You have a user table in Postgres:
CREATE SCHEMA tutorial; CREATE TABLE tutorial.crud_users ( id INT NOT NULL, username VARCHAR NOT NULL, CONSTRAINT crud_table_pkey PRIMARY KEY (id) );
You insert new users and update usernames for existing users. Update is a destructive operation that overwrites data, so how do you keep track of what usernames a particular id has had over time?
Use a trigger
You can use triggers in Postgres to remember the historical values of your rows.
First create a new table to store the history, which you can think of as a logical stream of updates to the "crud_user" table. Each row in "stream_users" corresponds to a current or historical state of a row in "crud_users".
CREATE TABLE tutorial.stream_users ( id INT, created_ts TIMESTAMP, username VARCHAR NOT NULL, CONSTRAINT stream_table_pkey PRIMARY KEY (id, created_ts) );
Next, create a trigger on "crud_users".
CREATE OR REPLACE FUNCTION crud_users_insert_trigger_fnc() RETURNS trigger AS $$ BEGIN INSERT INTO "tutorial"."stream_users" ( "id", "created_ts", "username") VALUES(NEW."id", now(), NEW."username"); RETURN NEW; END; $$ LANGUAGE 'plpgsql'; CREATE TRIGGER user_insert_trigger AFTER INSERT OR UPDATE ON "tutorial"."crud_users" FOR EACH ROW EXECUTE PROCEDURE crud_users_insert_trigger_fnc();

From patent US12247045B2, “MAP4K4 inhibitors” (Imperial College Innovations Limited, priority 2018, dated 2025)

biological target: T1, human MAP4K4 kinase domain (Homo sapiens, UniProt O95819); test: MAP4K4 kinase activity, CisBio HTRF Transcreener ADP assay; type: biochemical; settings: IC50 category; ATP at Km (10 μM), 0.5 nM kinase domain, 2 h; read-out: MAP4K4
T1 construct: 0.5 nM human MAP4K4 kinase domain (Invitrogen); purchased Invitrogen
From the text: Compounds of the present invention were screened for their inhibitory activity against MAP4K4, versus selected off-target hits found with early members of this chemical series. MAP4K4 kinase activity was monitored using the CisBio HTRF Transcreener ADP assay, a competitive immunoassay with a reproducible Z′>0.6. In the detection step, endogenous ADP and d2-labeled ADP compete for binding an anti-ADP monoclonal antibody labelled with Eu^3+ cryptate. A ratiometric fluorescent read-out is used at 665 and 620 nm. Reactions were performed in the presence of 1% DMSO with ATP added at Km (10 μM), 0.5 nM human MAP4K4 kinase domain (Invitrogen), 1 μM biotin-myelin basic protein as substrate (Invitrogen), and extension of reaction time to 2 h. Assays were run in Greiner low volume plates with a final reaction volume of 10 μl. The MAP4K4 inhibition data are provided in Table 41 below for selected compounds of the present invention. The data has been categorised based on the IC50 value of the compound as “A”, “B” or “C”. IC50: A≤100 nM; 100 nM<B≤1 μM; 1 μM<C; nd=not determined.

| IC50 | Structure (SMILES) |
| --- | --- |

The trigger inserts a new row in "stream_users" every time you insert or update a row in "crud_users". Thus, we keep track of all historical and current values of users.
Try it out
select * from tutorial.crud_users; -- should be empty select * from tutorial.stream_users; -- should be empty insert into tutorial.crud_users(id, username) values (1, 'joe'); update tutorial.crud_users set username='joe69' where id=1;
Now, If you delete a user from "crud_users" we will not insert anything into the "stream_users" table. To improve the design, we could add a state column to stream_users, which reflects the kind of change, e.g. created, updated or deleted.